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“B” visas are nonimmigrant visas for non-U.S. foreign nationals who want to enter the United States temporarily for business (visa category B-1), for tourism (visa category B-2), or for a combination of both purposes (B-1/B-2). Unless the foreign national who wishes to enter the United States as a visitor is citizen of a country that participates in the Visa Waiver Program the foreign national is required to obtain a non-immigrant B visa. Applicants for such visas are required to make it clear to the U.S. Consulate or Embassy that they do not intend to remain permanently in the United States.
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Foreign nationals may apply for several categories of temporary worker visas. These visas are non-immigrant visas meant for those who seek to work temporarily in the United States. Certain categories of visas, such as the H-1B visa category, are limited in number, with strict annual quotas.
In order to obtain a temporary employment visa, generally a U.S. employer or agent must first file a Petition for Non-immigrant Worker with the United States Citizenship and Immigration Services (USCIS). If this petition is approved, it is the foreign national's responsibility to obtain a temporary employment visa.
Specific types of temporary employment visa categories include:
E Treaty Visa
E visas are for those entering the U.S. to engage in trade or investment services or activities.
"E-1" (Treaty Trader) visas are for people who own or work for companies that do a substantial amount of trade with the United States, and who will be working for that company in the United States for an extended period of time. E-1 visa applicants must establish to the satisfaction of the consular officer that their company carries on well-established and significant trade in goods and/or services between the treaty country and the United States.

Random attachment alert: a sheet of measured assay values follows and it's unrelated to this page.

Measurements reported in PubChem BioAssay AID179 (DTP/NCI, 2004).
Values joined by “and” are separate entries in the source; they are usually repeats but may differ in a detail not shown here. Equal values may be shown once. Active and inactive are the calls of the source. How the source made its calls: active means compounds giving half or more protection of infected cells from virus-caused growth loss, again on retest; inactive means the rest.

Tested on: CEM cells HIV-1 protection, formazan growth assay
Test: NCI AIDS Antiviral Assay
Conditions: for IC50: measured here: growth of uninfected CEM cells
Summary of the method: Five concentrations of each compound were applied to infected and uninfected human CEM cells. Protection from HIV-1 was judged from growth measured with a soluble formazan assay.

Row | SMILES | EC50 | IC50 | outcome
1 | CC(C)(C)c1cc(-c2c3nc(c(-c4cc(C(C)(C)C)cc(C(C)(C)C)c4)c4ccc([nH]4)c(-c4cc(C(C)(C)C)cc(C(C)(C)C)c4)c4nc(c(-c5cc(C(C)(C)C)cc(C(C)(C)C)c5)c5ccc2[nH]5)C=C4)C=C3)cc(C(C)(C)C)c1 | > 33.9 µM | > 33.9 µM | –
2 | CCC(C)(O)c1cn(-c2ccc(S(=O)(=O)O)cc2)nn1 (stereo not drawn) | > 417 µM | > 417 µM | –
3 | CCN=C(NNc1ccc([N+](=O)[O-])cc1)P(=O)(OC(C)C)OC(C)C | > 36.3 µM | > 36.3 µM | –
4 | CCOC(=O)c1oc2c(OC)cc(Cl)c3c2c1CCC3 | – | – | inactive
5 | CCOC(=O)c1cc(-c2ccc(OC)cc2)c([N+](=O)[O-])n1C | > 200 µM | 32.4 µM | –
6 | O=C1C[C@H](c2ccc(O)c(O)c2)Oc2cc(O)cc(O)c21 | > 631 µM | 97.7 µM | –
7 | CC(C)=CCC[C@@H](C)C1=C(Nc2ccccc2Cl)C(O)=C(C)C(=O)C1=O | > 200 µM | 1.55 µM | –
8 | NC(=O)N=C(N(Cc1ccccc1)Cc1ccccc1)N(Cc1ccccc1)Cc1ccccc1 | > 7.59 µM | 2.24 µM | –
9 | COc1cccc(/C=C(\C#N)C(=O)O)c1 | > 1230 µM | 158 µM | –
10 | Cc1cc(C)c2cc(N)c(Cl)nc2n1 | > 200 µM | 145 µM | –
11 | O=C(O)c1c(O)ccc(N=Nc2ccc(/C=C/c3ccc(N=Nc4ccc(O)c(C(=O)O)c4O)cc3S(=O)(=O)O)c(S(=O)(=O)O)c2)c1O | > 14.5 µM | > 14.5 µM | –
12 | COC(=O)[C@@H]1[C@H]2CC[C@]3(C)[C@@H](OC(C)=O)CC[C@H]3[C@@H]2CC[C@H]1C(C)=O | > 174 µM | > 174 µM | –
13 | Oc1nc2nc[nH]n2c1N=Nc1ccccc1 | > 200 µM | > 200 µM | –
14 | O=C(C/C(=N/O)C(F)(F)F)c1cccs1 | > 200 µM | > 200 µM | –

"E-2 " (Treaty Investor) visas are for people who personally invest a substantial amount of their own money in ventures within the United States. These visas can only be issued if the U.S. has a treaty with the alien's country.
"E-3 " visas are for Australian specialty occupation workers performing services in a specialty occupation.
“H-1B” visas are reserved for “specialty occupations” meaning professional positions which require a Bachelor’s degree at the entry level. Additionally, the employer must pay prevailing wage in the area of employment as determined by the U.S. Department of Labor.
Currently, there are only 85,000 H-1B visas available to be issued every year (with 20,000 of those reserved for graduates from U.S. institutions with Master's degrees or higher).
H-1B visas are usually granted for periods of three years, with a maximum duration of six years, though a person's H-1B visa status period can be extended past the 6 year limit in situations where that individual has an approved employment-based permanent residence petition. There are also special provisions for applicants from Chile and Singapore.